The semiconductor substrate thus obtained can be also used suitably also with respect to preparation of an isolation separated electronic device with a light-transmissive insulating material. Also, the semiconductor substrate obtained in the present Embodiment has the same performances as that obtained in Embodiment 1.

EMBODIMENT 11

As shown in FIG. 11A, first, a P-type Si monocrystalline substrate is prepared, and all of it is made porous. According to various growth methods, epitaxial growth is effected on the surface of the substrate 61 made porous to form a thin film monocrystalline layer 62.

As shown in FIG. 11B, a light-transmissive substrate 63 represented by glass is prepared and the light-transmissive substrate 63 is bonded to the surface of the monocrystalline Si layer 62 on the porous Si substrate 61.

Then, the porous Si substrate 61 is all etched to have the monocrystalline silicon layer 62 made into a thin film remain on the light-transmission substrate 63, thereby forming a semiconductor substrate.

FIG. 11C shows the semiconductor substrate obtained in the present invention. It is the monocrystalline Si layer 62 equal in crystallinity to silicon wafer formed on the light-transmissive substrate 63, flat and yet uniformly into a thin layer, over the whole wafer region with a large area. The semiconductor thus obtained can be also suitably used also with respect to preparation of an electronic device isolation separated with a light-transmissive insulating material.

EMBODIMENT 12

Referring now to FIGS. 12A to 12D, the Embodiment 12 of the present invention is described below in detail.

First, as shown in FIG. 12A, a low impurity concentration layer 162 is formed by epitaxial growth according to various thin film growth methods. Alternatively, the surface of the P-type Si monocrystalline substrate 161 is subjected to ion implantation of protons to form an N-type monocrystalline layer 162.

Next, as shown in FIG. 12B, the P-type Si monocrystalline substrate 161 is denatured from the back surface to a porous Si substrate 163 by the anodization method with an HF solution. The porous Si layer 163 can be varied in its density in the range of 1.1 to 0.6 g/cm3 by varying the HF solution concentration to 50 to 20% as compared with the density of the monocrystalline Si of 2.33 g/cm3. The porous layer 163, as described above, is formed on the P-type substrate 163.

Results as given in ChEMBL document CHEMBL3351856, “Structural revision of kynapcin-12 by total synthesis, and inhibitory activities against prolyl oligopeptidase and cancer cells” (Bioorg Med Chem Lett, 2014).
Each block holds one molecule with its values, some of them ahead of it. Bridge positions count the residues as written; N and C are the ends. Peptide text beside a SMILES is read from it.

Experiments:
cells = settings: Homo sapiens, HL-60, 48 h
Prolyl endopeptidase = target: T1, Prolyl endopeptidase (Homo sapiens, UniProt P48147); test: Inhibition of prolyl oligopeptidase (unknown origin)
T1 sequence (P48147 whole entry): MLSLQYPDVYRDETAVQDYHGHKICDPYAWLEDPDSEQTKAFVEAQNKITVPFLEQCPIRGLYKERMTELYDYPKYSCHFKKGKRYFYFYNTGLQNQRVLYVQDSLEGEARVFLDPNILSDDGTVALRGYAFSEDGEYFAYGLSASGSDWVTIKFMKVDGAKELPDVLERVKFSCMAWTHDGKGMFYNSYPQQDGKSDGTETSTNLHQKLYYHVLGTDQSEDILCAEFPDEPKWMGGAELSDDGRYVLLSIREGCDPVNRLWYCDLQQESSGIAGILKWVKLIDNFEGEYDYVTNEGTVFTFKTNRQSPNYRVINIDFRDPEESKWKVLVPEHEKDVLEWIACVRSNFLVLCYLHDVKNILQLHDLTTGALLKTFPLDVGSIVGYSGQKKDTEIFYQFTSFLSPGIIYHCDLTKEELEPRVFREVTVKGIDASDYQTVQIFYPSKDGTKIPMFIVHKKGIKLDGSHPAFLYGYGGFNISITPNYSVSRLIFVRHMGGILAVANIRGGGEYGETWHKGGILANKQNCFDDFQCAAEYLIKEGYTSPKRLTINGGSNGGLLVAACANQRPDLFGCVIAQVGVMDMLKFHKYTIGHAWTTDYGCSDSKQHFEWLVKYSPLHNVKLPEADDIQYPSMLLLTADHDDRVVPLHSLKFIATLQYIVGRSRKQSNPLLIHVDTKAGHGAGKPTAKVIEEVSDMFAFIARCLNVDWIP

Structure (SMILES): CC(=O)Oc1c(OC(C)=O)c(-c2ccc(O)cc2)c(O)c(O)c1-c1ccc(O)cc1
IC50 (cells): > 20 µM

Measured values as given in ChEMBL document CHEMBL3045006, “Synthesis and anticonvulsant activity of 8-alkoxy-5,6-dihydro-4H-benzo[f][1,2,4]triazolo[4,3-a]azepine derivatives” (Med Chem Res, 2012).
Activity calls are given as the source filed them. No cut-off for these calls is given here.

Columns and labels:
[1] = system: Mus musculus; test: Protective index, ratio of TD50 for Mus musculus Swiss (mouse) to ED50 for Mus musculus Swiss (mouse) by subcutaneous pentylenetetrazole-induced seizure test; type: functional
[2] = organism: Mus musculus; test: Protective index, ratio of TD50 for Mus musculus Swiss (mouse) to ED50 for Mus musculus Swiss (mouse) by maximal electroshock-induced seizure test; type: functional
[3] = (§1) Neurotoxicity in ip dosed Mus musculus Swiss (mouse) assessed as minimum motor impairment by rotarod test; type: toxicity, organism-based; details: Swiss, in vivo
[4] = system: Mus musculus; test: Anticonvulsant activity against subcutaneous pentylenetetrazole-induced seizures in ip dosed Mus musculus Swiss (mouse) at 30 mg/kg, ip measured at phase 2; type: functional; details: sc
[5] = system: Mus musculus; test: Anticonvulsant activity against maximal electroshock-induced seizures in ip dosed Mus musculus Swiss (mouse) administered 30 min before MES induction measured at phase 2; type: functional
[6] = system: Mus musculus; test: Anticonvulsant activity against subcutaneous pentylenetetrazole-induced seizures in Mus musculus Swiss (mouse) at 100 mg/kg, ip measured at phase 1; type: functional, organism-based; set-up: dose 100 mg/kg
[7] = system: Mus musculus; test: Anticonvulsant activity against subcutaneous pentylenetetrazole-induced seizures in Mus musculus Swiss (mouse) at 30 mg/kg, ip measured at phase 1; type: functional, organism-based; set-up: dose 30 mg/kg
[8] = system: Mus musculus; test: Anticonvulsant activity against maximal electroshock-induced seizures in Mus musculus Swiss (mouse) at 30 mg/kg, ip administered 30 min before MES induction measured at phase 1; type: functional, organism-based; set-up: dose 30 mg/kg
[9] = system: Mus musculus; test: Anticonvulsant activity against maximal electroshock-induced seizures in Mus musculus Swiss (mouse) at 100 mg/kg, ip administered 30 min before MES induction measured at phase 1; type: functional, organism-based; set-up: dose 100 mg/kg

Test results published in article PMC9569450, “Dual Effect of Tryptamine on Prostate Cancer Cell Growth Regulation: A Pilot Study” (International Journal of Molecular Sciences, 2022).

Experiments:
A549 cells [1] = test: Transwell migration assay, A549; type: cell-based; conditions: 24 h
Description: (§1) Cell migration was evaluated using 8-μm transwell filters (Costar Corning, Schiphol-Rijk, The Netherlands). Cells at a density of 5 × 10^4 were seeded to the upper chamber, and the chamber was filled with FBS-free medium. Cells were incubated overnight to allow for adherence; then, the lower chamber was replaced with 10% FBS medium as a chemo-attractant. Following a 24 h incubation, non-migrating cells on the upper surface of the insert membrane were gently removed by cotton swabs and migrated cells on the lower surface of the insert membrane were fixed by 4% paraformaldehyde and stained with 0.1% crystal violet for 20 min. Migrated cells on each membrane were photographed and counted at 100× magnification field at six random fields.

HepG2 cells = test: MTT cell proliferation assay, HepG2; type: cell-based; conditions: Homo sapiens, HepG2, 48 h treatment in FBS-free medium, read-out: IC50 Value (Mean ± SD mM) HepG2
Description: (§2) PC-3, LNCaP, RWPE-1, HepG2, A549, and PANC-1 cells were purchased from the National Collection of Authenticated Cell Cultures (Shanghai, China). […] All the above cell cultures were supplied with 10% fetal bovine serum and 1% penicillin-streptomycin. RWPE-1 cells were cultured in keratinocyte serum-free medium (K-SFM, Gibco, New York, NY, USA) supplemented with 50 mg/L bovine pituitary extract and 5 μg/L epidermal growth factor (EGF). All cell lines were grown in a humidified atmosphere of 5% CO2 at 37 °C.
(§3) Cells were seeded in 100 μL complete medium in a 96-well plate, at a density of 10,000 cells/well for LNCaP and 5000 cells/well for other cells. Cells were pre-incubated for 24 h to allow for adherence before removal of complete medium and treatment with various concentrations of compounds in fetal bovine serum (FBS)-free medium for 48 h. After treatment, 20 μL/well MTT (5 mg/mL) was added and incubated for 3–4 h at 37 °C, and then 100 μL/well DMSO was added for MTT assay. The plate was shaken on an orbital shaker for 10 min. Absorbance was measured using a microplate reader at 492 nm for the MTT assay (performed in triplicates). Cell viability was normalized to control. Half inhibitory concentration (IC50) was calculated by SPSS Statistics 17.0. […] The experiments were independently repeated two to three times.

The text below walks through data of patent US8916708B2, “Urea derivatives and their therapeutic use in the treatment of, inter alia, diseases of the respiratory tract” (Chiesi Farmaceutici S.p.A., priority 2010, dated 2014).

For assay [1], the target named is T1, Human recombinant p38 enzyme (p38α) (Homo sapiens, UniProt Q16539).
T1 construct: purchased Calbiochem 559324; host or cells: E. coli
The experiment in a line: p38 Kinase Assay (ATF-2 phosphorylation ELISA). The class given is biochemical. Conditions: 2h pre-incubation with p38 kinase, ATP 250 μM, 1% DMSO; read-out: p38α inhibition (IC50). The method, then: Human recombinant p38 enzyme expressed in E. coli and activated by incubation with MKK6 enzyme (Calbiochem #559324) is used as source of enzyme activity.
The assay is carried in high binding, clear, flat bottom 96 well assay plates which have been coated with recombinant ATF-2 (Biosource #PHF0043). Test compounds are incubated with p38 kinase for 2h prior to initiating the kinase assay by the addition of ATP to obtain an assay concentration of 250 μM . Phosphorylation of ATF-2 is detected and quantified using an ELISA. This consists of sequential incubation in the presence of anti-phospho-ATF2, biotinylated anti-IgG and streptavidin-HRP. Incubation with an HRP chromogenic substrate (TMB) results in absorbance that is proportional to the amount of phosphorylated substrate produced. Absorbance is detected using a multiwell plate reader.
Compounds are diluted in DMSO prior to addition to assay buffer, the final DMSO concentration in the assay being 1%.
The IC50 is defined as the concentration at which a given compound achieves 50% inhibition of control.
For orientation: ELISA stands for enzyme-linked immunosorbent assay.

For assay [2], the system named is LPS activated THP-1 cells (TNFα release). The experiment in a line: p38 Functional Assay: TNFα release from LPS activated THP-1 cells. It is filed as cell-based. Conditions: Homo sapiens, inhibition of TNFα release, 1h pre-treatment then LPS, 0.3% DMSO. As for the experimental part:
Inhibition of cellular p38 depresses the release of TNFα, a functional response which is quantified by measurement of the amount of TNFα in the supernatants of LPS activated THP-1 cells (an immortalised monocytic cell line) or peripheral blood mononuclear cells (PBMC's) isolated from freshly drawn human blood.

As shown in FIG. 12C, after preparing a light-transmissive substrate 164, onto the surface of the monocrystalline Si layer 162 on the porous Si substrate 163 is bonded the light-transmissive substrate 164. As shown in FIG. 12C, the porous Si substrate 163 is all etched away to have the monocrystalline silicon layer 162 made into a thin film remain on the light-transmissive substrate 164, thereby forming a semiconductor substrate.

FIG. 12D shows the semiconductor substrate obtained in the present invention. It is the monocrystalline Si layer 162 equal in crystallinity to silicon wafer formed on the light-transmissive substrate 164, flat and yet uniformly into a thin layer, over the whole wafer region with a large area.

The semiconductor substrate thus obtained can be also used suitably also with respect to preparation of an isolation separated electronic device with a light-transmissive insulating material. Also, the semiconductor substrate obtained in the present Embodiment has the same performances as that obtained in Embodiment 1.

EMBODIMENT 13

This embodiment is described by referring to FIGS. 13A to 13F. As shown in FIG. 13A, first a porous region 1301 is formed on a part of an Si monocrystalline substrate 1300. Subsequently, a thin film Si monocrystalline layer 1302 is formed according to various crystal growth methods on the porous region 1301 (FIG. 13B). On the thin film Si monocrystalline layer 1302 is formed an oxidized film 1303 (FIG. 13C).

The oxidized film 1305 formed on the surface of another Si substrate 1304 is bonded to the above oxidized film 1303 (FIG. 13D).

Subsequently, the Si monocrystalline substrate 1300 remaining without being made porous is removed by mechanical polishing or etching to have the porous region 1301 exposed (FIG. 13E).

The porous region 1301 is etched away to form a semiconductor substrate having a thin film Si monocrystalline layer on an insulating material (FIG. 13F).

When such step is employed, the time required for making the substrate porous can be shortened and also the time for etching away the porous Si substrate can be shortened, whereby substrate formation can be effected highly efficiently.